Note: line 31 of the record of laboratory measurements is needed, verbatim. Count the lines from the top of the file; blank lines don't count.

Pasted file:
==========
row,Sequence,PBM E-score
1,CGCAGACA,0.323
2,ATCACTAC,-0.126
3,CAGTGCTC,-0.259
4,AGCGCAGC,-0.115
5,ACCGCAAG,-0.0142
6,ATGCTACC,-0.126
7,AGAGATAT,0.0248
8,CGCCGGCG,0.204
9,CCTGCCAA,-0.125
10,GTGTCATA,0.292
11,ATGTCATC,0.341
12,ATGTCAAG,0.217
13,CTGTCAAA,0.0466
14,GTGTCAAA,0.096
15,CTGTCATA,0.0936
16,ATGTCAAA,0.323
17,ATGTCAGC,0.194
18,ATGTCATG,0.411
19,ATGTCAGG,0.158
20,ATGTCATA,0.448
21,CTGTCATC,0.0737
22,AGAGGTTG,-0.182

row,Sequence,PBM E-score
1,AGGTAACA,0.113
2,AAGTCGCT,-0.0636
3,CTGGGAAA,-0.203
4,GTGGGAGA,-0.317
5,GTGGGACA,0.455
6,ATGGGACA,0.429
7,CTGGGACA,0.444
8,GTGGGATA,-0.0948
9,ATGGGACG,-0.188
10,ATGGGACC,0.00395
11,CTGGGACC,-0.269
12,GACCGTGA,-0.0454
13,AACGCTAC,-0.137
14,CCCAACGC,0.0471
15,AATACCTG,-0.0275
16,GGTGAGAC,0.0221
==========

7,CTGGGACA,0.444